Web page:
Monday, January 24, 2011


If you have come for a long stay, you must arrive at Grange House by water. The House sits at the farthest edge of the harbor from Middle Haven, the last habitation before the harbor gives way to the open sea, and though a road runs between town and Grange House, it is narrow and rocky--entirely unsuitable for the conveyance of large families with luggage. Rather, you must take the night steamer from Boston, which deposits you at the Grange House pier before teatime.

I like to stand in the prow of that boat, steaming farther and farther north and east, and be the first to feel the air sharpen and cool, leaving the damp heat of Boston, the shipyards of Portsmouth, and voyaging into the clear silence born in the chill of Maine...
first paragraphs

And, (a beautiful quote)

There is a quiet to the evenings that settles softly down now; no outside noises penetrate in summer's fashion when windows are thrown wide to catch the night seiners out in the harbor, someone's laugh entering in on the light salt breeze. Now all laughter is our own, muted by the heavy curtains and cast into our group as if Sound herself grew shy.
Grange House
Sarah Blake

This Victorian novel was published 10 years prior to The Postmistress. Lovely writing. A compelling storyline.

Saturday, January 22, 2011


Darkness. Darkness for a long time. Open my eyes and close, open and close. The same. Darkness inside, darkness outside.

I'd been dreaming. Tossed around in a black dark sea. Staked out on a mountain in the night. An animal I couldn't see sniffed and snuffled around me. I felt a wet nose on my skin. When you know you're dreaming you wake up. Sometimes you wake into another dream. But when you wake and noting changes, that must be reality.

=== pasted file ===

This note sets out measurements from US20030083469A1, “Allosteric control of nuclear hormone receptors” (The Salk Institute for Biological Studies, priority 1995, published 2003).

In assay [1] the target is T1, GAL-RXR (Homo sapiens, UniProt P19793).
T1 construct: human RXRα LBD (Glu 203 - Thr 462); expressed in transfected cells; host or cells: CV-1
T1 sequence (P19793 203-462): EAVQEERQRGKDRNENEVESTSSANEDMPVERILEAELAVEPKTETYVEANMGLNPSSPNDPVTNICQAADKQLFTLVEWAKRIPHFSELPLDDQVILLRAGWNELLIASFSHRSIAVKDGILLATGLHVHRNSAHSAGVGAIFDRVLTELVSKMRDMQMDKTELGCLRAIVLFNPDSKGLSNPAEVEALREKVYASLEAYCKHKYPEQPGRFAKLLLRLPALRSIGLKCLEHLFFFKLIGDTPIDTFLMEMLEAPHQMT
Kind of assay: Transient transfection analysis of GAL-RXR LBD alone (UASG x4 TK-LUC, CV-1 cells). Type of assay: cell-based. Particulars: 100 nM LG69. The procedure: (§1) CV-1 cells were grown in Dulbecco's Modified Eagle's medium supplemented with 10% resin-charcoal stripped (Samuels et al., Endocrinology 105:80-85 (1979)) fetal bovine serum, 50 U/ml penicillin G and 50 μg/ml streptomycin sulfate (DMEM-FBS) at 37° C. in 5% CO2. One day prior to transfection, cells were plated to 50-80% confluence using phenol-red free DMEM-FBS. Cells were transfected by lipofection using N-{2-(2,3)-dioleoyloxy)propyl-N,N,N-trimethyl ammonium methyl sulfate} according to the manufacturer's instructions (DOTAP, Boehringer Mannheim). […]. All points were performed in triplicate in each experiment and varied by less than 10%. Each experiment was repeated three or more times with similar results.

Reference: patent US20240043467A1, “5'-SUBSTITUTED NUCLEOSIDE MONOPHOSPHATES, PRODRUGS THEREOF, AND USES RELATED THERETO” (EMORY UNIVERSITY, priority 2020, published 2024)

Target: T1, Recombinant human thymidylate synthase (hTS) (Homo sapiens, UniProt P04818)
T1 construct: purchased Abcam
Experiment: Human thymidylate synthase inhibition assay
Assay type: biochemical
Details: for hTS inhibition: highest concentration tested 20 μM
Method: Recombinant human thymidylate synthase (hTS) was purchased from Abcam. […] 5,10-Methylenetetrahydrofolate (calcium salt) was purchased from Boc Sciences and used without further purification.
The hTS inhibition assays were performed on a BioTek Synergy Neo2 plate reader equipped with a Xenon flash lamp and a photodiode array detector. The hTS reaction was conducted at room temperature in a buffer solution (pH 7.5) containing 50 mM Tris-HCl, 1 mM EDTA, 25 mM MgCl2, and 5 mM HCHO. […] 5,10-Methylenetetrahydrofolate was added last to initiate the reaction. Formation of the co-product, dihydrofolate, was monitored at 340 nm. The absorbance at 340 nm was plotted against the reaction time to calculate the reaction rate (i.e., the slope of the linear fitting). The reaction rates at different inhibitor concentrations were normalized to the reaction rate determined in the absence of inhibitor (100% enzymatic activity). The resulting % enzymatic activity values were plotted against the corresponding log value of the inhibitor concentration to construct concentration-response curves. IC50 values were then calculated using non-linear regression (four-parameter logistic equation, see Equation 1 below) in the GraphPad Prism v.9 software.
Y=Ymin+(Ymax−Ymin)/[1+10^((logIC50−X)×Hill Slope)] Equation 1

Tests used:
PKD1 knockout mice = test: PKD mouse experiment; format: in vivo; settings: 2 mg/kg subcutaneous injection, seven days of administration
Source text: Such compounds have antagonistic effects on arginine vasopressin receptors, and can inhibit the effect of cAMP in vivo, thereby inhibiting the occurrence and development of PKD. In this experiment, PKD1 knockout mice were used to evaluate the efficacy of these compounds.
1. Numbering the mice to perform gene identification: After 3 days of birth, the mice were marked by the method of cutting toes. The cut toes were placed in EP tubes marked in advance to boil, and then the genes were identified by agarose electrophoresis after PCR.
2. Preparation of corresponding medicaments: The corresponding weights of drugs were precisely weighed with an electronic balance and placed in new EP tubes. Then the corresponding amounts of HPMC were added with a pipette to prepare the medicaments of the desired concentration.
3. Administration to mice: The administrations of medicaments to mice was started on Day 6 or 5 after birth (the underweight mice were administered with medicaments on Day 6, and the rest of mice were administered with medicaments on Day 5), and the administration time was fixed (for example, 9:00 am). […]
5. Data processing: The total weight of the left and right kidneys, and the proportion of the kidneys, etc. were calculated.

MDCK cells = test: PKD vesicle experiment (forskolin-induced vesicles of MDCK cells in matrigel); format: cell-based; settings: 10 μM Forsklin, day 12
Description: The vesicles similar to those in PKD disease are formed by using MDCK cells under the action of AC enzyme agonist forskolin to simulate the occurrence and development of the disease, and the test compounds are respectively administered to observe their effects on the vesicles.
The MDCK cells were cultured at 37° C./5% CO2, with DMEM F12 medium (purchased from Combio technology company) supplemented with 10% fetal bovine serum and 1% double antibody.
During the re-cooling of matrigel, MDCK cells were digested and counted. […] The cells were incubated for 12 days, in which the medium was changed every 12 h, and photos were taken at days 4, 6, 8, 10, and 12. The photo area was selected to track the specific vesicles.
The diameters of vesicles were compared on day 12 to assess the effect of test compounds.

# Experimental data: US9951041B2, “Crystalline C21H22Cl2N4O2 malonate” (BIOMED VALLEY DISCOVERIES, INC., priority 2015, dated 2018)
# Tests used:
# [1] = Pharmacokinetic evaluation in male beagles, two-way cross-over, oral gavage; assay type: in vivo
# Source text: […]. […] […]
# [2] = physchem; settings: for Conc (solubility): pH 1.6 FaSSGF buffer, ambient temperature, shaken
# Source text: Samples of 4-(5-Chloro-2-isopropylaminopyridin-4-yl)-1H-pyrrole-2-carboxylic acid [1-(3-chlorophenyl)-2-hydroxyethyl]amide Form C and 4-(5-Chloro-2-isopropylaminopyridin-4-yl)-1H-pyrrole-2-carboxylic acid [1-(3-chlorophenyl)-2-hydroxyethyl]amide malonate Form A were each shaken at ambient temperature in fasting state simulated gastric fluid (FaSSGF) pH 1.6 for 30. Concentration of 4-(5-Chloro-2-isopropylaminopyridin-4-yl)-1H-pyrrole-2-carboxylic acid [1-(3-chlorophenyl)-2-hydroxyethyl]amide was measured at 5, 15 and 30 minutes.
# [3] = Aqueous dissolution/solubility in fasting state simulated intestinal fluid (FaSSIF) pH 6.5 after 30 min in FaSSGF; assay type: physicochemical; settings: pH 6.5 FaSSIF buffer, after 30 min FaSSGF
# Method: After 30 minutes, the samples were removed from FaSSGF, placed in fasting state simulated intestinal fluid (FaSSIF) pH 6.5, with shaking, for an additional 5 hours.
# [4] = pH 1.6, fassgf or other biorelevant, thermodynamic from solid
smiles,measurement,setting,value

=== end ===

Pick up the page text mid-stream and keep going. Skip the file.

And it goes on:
Land of the Living
Nicci French

From the website:
Abbie Devereaux wakes in the dark, hooded and bound...

She doesn't know where she is nor who it is feeding her, talking to her - threatening to kill her. Yet Abbie has courage and, above all, hope. She escapes her captor and runs back into the light. But the real world, the safe one, isn't as she remembers it. There are days missing before she disappeared - days when she quit her job and left her boyfriend, did things she can't explain to the police, her friends or even herself. Why won't anyone take her story seriously? Because if Abbie can't convince anybody that it really happened, then maybe he will come for her again. And she will wake in the dark, hooded and bound...

I've read this before. It was published in 2003, so that's when I probably read it. It's a compelling read and I'm enjoying it again. Will follow-up this one with her their newer books. Yep, I just discovered on their website that Nicci French = a married couple: Nicci Gerrard and Sean French. Didn't know that before.